It was 1971 and the training method was static-line progression, gradually leading to freefall and eventually terminal velocity. Spanky’s first few jumps were static line, where a jumpmaster would assess her exit and body position. As she progressed, her next few jumps were still static line but now she would perform a dummy ripcord pull. The ripcord handle had no cable or pins but had an orange piece of canopy fabric attached so that when it was pulled from its pocket, the jumpmaster could see that she performed the task properly. So during the first 6 to 10 jumps she experienced very little airspeed and no major problems. Her next progression would be 3 to 5 clear and pulls, depending on her performance. Again with very little airspeed. Next came 5-second delays, then 10s and then 15s. Once she reached 20-second delays, a maximum rate of fall was achieved and Spanky was getting comfortable in her new environment. So at this point she had acquired approximately 20 to 25 jumps.
OK, so during those first 20-some jumps, Spanky made one very very small error: She never tucked in her excess chin strap. No biggie, right? Now she was ready for her first 30-second delay. She left the step and was feeling pretty comfy, until about 20 seconds into freefall when the loose end of her chinstrap started whipping against her cheek near her eye. This annoying distraction caused her to try to fix it. Reaching up with her left hand she struggled to locate the flappy strappy. She started a slow turn. Not a big deal but she couldn’t get the loose end tucked in with one hand. After attempting to correct the turn, she reached up with both hands and went into a head-down spiral. The clock kept ticking and precious altitude was being spent. At this point she felt she needed to arch and correct the spiraling turn. So she did and at the same time the buzzing chin strap became her main focus again. She tried to tuck it in one more time and experienced instability once again. Finally she became altitude aware and realized she was burning up time and altitude. Also she felt it was best to deploy with good body position and that she had time to correct it. She corrected but was already at an altitude for her AAD to fire, and it did just as she deployed her main. Both canopies came out and battled each other for clean air but ended up in a jumbled mess of nylon. Spanky was on the last load of the day and it was getting dark. The spot was off as well. She rode the garbage into a huge tree and was suspended about 60 feet up near a swamp. The DZ staff had a tough time finding her at night. When they finally found her she had been nearly eaten alive by mosquitos. Spanky ended up with malaria and later died.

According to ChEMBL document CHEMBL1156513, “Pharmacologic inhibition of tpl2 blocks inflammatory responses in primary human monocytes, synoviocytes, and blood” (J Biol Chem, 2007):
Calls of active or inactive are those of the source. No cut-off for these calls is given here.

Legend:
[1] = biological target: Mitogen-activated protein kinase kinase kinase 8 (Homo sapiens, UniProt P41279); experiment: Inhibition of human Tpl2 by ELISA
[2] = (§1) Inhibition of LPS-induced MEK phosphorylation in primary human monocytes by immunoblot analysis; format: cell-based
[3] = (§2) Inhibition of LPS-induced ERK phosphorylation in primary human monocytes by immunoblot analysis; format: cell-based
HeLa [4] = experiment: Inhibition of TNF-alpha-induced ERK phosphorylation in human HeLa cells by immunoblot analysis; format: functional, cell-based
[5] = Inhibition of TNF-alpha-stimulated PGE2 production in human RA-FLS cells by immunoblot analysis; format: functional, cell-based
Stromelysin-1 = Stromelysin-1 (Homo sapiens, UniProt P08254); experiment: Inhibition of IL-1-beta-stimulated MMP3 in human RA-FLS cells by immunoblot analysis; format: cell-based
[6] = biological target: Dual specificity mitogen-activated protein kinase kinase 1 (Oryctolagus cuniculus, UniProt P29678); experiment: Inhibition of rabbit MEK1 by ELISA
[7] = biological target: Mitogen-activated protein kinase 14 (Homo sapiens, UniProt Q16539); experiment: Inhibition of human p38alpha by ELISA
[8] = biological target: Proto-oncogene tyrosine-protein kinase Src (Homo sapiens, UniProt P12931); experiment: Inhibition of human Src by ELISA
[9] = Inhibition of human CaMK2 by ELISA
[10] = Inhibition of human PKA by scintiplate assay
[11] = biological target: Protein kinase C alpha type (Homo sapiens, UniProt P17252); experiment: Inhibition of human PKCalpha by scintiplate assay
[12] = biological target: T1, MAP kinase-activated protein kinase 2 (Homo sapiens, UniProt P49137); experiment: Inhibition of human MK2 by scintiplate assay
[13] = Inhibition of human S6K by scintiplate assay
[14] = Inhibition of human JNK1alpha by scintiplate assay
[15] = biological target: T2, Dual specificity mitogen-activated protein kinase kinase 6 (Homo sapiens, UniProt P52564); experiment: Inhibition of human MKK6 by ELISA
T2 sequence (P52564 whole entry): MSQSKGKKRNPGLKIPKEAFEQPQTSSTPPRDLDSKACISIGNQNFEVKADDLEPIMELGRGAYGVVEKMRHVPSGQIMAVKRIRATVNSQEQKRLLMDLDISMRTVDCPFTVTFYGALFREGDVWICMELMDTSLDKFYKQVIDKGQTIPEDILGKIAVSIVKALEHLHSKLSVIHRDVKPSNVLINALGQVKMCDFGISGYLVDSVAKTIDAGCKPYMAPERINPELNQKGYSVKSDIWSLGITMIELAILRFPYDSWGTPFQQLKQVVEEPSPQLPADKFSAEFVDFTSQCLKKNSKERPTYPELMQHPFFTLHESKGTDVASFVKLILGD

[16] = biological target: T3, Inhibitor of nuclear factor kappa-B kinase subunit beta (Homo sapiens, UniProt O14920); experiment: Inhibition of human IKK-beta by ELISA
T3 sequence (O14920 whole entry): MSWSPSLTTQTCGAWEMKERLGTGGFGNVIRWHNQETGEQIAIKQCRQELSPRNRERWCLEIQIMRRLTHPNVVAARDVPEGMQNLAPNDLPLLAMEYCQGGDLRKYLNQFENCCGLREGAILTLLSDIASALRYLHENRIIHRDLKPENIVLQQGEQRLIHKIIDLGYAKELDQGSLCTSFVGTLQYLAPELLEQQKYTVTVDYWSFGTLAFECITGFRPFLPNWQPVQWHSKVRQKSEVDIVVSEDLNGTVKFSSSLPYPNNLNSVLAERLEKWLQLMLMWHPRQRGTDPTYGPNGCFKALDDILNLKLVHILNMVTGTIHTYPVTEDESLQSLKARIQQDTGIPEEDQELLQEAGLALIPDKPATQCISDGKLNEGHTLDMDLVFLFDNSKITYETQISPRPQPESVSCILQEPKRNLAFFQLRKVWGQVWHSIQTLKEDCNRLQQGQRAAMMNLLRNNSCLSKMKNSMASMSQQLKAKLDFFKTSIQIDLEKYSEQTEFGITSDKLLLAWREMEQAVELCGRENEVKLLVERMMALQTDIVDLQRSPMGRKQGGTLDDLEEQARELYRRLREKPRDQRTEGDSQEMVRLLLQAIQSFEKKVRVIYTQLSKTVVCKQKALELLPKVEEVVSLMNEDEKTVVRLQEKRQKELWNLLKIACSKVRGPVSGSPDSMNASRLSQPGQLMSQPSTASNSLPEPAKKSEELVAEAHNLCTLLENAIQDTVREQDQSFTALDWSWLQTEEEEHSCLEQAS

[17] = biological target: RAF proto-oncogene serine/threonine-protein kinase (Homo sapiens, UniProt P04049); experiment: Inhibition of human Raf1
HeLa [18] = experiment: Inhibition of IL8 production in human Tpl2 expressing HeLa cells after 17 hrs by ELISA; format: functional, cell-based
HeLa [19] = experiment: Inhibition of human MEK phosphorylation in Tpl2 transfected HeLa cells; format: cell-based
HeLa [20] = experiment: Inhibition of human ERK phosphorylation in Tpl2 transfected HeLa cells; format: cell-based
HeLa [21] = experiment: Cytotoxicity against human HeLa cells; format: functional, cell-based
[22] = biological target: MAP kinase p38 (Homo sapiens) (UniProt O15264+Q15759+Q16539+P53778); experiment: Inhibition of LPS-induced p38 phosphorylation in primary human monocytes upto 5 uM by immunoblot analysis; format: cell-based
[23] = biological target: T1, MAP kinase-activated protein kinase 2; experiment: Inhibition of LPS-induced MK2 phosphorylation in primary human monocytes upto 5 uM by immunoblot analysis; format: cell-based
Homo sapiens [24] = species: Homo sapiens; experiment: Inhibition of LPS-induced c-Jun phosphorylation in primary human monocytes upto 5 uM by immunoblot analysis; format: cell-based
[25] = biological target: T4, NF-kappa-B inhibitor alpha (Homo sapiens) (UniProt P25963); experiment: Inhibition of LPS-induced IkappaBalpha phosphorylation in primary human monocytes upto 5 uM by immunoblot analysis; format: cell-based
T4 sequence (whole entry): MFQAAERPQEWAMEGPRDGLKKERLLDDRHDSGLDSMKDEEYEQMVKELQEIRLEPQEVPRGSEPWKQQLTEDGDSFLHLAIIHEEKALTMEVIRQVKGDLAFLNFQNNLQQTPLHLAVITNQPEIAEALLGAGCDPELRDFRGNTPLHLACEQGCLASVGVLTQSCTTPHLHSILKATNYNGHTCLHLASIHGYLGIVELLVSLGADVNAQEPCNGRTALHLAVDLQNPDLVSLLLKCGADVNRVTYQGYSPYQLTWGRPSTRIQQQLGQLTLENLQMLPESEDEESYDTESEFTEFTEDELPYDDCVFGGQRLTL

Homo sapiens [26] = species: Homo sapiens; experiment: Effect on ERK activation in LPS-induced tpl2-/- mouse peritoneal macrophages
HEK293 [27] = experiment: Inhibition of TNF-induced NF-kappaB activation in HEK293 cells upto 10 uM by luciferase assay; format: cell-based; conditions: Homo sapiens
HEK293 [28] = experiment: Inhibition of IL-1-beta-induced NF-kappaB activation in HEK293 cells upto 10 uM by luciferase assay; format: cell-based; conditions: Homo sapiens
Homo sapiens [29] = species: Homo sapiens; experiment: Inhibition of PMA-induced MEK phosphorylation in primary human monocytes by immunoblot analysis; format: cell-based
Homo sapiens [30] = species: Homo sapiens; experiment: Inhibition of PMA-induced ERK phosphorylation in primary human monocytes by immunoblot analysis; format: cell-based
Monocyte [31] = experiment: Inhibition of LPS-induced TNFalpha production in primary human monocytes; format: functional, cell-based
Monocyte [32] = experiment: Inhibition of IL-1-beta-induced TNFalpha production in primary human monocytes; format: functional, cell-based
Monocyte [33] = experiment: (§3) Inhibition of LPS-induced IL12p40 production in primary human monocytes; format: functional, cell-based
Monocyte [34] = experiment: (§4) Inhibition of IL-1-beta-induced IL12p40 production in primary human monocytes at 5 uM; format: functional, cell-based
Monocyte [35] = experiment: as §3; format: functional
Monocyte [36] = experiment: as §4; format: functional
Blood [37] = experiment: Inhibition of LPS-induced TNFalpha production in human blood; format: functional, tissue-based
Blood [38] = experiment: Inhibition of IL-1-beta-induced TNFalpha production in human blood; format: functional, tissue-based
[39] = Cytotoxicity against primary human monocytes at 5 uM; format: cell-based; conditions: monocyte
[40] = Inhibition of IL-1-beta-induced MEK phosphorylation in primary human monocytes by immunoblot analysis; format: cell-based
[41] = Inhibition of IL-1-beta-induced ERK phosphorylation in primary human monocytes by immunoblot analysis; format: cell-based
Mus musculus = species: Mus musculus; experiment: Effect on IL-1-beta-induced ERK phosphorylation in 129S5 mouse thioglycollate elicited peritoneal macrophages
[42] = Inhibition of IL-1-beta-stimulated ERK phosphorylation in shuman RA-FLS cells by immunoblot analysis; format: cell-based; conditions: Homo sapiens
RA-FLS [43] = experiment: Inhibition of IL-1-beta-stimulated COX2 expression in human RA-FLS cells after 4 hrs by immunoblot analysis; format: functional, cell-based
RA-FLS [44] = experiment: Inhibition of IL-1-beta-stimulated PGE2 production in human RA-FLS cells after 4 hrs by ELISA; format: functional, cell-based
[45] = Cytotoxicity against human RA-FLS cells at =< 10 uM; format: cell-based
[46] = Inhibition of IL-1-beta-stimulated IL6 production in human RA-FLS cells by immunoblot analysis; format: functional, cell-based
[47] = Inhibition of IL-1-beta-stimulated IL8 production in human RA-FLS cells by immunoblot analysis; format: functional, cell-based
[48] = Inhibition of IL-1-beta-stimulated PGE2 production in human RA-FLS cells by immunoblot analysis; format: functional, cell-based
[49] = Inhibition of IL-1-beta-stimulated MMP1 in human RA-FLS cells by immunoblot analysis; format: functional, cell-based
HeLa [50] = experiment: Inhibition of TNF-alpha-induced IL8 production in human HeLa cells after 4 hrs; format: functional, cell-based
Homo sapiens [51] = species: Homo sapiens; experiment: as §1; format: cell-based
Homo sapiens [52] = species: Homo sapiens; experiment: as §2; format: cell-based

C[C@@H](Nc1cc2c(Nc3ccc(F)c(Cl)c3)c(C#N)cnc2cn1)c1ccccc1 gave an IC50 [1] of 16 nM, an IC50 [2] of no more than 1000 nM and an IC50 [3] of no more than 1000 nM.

Cause of death: malaria? Nope; malaria was the end result but the key factor was never being to terminal velocity and getting away with not tucking in her chinstrap. Many more small errors began to snowball, culminating in her demise.
The series of events were:
- Not stowing the loose end of her chin strap.
- Trying to fix the problem more than once.
- Losing track of altitude.
- Prioritizing stability instead of pulling.
- Having little experience and jumping so late in the day.
- Poor spotting.
Some of these errors could be switched around but it all started with something as small as a loose chin strap.
We all know that it’s not usually one sole element that produces a fatality. It is usually a series of small errors that ends up in Kapowieville. The preceding is a fictional story I tell my students about a sequence of events that ends up becoming a feast for the Grim Reaper. The reference goes way back ‘cause I am an old fart.
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